For example, my typical layering system during September was:
- KUIU Women’s Ultra Merino 145 Racerback Tank
- KUIU Women’s Ultra Merino 145 LS Crew or Sitka’s Women’s Core Midweight Crew LS
- Sitka’s Women’s Fanatic Hoody
- Sitka Women’s Ambient Jacket
If it was any cooler than 45 degrees, I got chilly sitting for more than 30 minutes. Especially if there was any wind, it blew right through the jacket. It wasn’t until a windy, drizzly day that I tweaked my lineup and discovered where the Women’s Ambient Jacket fit best. When I threw the newly designed Sitka Women’s Jetstream Jacket over the top of the Women’s Ambient Jacket, I instantly warmed up. I could feel the heat the Women’s Ambient Jacket generated being trapped by the Jetstream Jacket. I warmed up so much, I had to take off my other mid-layer.
I’m not the biggest fan of soft-shell jackets, especially during bow season. I’ve never been able to justify wearing or carrying one. It just seemed like an extra, unnecessary piece. Instead, I prefer quieter down-style jackets and hope for the best with the weather. However, the Women’s Jetstream Jacket and Women’s Ambient Jacket changed my mind. They’re the perfect pairing that covers all the bases.
Sitka says the Women’s Jetstream Jacket is designed to retain warmth yet breathe. That’s exactly what it did. It stands up to windy and wet weather. When I layered it over the top of the Women’s Ambient Jacket, I felt like I gained 10 times the amount of warmth. I gained so much warmth, I began ditching one to two other mid-weight layers. On days without wind or wet weather, I wore the Ambient beneath my Sitka Women’s Kelvin Active or KUIU Women’s Kenai Hooded Jacket and saw the same effect: a lot of warmth with zero bulk.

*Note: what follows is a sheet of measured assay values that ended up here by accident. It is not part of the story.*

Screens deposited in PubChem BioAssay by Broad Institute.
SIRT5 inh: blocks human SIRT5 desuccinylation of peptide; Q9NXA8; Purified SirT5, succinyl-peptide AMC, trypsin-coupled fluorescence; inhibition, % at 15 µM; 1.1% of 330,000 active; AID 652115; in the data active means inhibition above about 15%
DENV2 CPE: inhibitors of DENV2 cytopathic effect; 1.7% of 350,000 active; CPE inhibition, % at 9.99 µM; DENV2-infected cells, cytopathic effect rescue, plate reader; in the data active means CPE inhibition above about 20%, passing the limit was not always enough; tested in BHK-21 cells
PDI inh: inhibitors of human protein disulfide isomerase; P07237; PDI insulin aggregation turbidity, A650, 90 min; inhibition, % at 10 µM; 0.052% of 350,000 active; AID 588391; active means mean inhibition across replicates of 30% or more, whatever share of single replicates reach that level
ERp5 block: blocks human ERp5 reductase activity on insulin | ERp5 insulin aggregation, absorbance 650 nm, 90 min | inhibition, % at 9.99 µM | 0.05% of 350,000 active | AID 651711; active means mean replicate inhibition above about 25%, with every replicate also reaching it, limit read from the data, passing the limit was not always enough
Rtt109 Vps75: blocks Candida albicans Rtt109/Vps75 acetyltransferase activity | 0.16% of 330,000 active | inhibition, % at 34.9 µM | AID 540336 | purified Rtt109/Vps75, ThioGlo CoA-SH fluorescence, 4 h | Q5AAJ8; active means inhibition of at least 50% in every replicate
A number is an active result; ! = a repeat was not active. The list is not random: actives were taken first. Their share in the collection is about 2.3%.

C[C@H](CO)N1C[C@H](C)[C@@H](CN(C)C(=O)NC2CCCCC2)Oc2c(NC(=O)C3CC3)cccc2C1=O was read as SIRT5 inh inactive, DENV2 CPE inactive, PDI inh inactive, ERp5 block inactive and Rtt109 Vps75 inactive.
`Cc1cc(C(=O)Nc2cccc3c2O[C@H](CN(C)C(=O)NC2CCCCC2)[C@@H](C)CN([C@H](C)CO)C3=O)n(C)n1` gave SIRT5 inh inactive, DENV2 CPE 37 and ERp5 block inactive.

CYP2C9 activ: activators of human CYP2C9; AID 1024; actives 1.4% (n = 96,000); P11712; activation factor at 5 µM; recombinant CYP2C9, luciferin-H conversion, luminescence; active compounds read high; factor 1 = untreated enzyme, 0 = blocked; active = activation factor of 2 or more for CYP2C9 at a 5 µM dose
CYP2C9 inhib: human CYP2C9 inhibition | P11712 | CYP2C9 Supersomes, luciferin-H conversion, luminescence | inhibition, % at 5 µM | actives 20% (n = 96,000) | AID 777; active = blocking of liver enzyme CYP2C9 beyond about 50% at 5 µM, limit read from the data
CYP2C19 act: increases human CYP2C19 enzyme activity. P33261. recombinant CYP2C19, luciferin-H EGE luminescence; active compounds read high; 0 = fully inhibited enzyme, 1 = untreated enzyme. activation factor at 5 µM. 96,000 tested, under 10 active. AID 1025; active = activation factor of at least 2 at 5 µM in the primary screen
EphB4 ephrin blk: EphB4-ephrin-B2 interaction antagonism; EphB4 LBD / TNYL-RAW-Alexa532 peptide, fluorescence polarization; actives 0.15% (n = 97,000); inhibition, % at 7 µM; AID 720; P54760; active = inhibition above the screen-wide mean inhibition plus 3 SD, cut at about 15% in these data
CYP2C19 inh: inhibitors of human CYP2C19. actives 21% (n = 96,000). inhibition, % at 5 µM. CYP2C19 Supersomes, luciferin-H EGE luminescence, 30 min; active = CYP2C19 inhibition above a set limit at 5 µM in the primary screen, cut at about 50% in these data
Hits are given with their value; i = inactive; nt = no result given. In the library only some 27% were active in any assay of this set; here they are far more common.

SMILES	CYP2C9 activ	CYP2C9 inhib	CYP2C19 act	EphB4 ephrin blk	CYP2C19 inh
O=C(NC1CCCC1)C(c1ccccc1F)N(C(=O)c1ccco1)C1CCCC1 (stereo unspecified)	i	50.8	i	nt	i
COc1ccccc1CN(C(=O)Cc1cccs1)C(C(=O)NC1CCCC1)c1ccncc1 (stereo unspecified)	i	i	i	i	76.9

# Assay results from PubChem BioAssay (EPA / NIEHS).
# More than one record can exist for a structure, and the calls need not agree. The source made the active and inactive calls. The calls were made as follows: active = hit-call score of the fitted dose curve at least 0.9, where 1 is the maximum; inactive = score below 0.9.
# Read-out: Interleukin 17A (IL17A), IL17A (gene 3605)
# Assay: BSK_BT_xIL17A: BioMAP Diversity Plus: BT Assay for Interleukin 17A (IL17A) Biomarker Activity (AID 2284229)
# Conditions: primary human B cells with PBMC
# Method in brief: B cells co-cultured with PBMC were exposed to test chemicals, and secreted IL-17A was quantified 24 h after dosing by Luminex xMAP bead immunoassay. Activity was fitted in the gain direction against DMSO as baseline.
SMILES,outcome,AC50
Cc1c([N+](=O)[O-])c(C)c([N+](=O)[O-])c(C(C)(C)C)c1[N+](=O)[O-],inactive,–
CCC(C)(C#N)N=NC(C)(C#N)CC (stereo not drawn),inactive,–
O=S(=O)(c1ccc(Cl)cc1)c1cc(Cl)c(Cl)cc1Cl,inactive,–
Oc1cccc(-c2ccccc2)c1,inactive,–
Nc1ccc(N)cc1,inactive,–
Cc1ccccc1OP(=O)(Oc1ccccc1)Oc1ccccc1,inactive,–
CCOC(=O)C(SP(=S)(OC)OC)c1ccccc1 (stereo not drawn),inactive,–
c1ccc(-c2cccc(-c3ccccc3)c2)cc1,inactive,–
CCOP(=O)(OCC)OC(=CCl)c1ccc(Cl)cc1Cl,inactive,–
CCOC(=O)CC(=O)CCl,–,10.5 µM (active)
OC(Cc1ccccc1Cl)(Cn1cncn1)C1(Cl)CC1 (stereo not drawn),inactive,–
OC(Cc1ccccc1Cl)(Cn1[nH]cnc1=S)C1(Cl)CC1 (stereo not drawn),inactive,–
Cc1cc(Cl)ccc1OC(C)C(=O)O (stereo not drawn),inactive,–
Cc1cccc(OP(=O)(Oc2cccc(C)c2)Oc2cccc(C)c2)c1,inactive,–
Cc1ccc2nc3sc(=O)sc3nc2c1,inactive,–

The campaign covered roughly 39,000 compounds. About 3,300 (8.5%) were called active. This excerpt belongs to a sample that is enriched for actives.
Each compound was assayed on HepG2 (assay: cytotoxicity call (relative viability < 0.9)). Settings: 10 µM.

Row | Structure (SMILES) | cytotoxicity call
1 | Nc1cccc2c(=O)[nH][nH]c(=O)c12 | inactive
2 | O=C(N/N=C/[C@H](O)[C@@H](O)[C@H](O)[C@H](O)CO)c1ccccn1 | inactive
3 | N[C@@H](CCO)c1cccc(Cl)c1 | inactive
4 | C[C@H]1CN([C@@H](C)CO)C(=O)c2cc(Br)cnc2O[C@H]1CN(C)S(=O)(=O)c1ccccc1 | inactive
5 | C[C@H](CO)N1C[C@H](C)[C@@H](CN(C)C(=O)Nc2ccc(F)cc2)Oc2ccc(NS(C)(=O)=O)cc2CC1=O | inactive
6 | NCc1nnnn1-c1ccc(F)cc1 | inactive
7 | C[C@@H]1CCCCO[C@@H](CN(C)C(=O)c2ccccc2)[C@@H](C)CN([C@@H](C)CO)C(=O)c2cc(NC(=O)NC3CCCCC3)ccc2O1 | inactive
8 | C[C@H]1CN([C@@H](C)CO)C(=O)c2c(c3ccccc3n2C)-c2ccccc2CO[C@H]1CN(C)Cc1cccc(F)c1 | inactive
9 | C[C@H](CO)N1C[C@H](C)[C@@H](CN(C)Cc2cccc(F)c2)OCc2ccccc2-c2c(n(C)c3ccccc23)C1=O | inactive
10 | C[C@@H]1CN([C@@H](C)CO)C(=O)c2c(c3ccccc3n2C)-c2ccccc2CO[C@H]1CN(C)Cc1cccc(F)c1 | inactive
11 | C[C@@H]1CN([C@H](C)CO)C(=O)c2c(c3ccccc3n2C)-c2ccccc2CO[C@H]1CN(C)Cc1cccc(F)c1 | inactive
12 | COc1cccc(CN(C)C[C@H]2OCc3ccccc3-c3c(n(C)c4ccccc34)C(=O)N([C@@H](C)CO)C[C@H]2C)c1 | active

This review isn’t about the Women’s Jetstream Jacket but leaving it out would be like offering chocolate chip cookies without milk. Chocolate chip cookies are delicious on their own, but they taste the best with a glass of milk. However, a glass of milk won’t run you $379 like Sitka’s Jetstream.
What It Does Best
If you stop thinking of Sitka’s Women’s Ambient Jacket as a cold weather jacket and instead treat it like a functional mid-layer, you’ll love it. The lining is soft and cozy. The fabric is quiet and won’t give you away. The hoody blocks the wind and feels nice against your face. The active insulation keeps you dry while you’re active.
It breathes better than you do when huffing up a hill. And it gives you a nice warm hug when you sit down. You can replace one to two layers of bulk with this jacket. And if it’s in your pack, you’ll hardly notice it’s there because it’s so light and takes up very little space. Because it has a hood and pockets, it can be used as a functional hunting jacket during warmer weather.
What It Does Worst
The lining makes it look super warm. It reminds you of plush fleece used in jackets designed for cold weather. But as an outer layer, I would only recommend it for warm weather. For spot-and-stalk hunts it’s perfect. It can be your super breathable outer layer while climbing mountains. Then you throw on another jacket over the top when sitting. However, for the women who purchase this jacket assuming it will be used as their primary outer layer during cold weather, they might be a bit cold and disappointed.
Figuring out your layering system takes time, experience, and varying weather conditions. We all have different body types and personal preferences. It also really depends on where, when, and what you’re hunting.
The Sitka Women’s Ambient Hoody is a worthwhile contender for anyone’s layering system. It’s breathable for active hunters. It’s lightweight and packable. It can help you shed bulk by replacing one to two mid-layers. Yet its quiet fabric, full zip, and pockets make it functional as an outer layer. If you’re looking to be on-the-go, streamlined, and stealthy, Sitka’s Women’s Ambient Jacket is a great addition to your lineup.